Review: On a Wimb’s ‘promising’ first play with a deep message

Wimb Theatre company's Earth Hour

Wimb Theatre company's Earth Hour - Credit: Supplied

Debbie Heath reviews On a Wimb’s production of Earth Hour in St Albans.

Maltings Arts Theatre audiences were challenged and entertained by environmental-themed theatre.

Distracted by so much political uncertainty and caught up with the business of our everyday lives, it can be very easy for the average person to lose focus of the bigger picture - how much time do we have left on this planet before our resources run out?

Driven by a passion to raise awareness of climate change, theatre company On a Wimb developed play Earth Hour as a means of provoking change.

It does so via the story of two production crew members of an environmental TV programme.

The audience were hooked from the outset.

Jack Stanley's fast-paced, witty dialogue tripped off the tongues of his instantly sympathetic characters.

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Dom is late. Dom is not a late person. Dom understands that for some people being late is a thing and that's OK but he isn't one of those people. These recognisable sentiments warmed me to the core.

Dom wants to impress his experienced line manager, production coordinator Sasha, but as the play develops the power shifts and the tables are turned.

Earth Hour was directed by St Albans bred Stanley Walton. He clearly had a strong vision and executed it well through the management of his company.

Actors Tom Crowhurst and Gabriella Margulies performed with strength and sensitivity throughout. They were so at one with their characters' driving forces that it was obvious that the play was a collaborative effort.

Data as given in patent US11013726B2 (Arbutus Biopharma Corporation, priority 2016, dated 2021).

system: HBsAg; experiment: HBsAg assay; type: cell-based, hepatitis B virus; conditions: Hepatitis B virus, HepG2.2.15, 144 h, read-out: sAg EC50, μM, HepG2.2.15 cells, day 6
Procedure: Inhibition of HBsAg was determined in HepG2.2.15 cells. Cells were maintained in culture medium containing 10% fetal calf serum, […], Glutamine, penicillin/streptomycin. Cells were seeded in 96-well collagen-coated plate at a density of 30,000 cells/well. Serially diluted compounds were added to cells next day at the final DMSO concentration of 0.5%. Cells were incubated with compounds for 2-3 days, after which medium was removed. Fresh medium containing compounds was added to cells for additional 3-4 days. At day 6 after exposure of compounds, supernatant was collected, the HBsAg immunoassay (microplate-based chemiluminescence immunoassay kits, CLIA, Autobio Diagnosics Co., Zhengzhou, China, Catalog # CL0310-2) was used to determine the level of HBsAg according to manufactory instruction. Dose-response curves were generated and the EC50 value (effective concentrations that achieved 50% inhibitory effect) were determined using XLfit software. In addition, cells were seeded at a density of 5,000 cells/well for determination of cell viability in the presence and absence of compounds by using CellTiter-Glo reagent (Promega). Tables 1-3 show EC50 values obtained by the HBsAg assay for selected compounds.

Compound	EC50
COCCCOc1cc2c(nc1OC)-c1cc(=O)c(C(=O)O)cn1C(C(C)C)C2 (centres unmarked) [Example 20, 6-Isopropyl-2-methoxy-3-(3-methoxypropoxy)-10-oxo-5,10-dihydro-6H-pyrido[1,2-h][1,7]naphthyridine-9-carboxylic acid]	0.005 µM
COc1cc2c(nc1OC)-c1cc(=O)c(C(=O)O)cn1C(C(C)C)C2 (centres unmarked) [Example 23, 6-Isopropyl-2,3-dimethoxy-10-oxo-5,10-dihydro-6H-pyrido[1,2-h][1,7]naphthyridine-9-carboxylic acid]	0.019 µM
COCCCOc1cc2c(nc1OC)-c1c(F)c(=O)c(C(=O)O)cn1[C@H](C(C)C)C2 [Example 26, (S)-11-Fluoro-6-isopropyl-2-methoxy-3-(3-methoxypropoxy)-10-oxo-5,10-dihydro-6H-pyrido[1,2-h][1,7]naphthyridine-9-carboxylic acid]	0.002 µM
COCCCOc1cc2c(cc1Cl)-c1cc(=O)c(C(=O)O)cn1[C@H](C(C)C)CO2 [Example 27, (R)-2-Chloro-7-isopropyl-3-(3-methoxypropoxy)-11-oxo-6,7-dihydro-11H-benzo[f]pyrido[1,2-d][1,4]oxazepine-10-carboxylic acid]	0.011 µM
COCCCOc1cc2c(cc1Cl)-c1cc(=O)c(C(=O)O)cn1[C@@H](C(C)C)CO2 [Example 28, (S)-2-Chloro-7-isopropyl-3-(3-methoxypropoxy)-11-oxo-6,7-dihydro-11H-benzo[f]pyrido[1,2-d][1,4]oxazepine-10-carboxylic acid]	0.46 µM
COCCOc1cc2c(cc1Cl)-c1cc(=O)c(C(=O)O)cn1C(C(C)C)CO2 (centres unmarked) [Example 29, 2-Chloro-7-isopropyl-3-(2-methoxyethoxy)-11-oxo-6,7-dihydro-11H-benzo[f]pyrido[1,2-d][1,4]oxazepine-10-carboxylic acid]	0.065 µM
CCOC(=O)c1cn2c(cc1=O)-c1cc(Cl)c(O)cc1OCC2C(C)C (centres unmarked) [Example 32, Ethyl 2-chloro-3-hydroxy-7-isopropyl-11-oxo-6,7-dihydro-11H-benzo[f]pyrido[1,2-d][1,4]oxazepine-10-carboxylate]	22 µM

It showed the depth of a whole company working together with a shared vision.

Writer Jack Stanley explains: "We were really keen to create a show around the climate crisis because it's a shared, urgent concern of ours... we all suggest ideas for every aspect of the show, giving it a really collaborative feel."

The play was cleverly set in the 'Earth Hour' studio, referring to the real audience as the studio audience with Brechtian cold lights sometimes on us. It helped to involve us even more; to remind us that climate change is our business.

I loved designer Beth Colley's central cluster of contrasting television screens, not only representing the editing suite but symbolising the relevance of the central message to every single person on the planet.

So what of the central message? Well, Dom believes that mankind needs to face hard facts before it is too late to save the planet.

Sasha sympathises but sees a benefit in underplaying the truth so as not to throw people into apathy; she has to keep the TV show appealing.

Dom and Sasha become more concerned with their squabbles and the programme than the issues it's dealing with.

In the first half these conflicting ideologies are wound up in the power struggle between Sasha and Dom.

Once this shifts and Dom is in charge of the show, there was a slight loss of momentum.

The central message - that preventing environmental disaster is up to us - became a little confused.

However, this was the point On a Wimb were making; there aren't any easy answers to tackling climate change.

Humankind is selfish, foolish and easily distracted. However, it is better to do take some action than nothing at all.

This was a really promising first production from On a Wimb.

A play with a deep message that still managed to make the audience laugh.

The play has certainly encouraged me to make changes to my behaviour. Well done!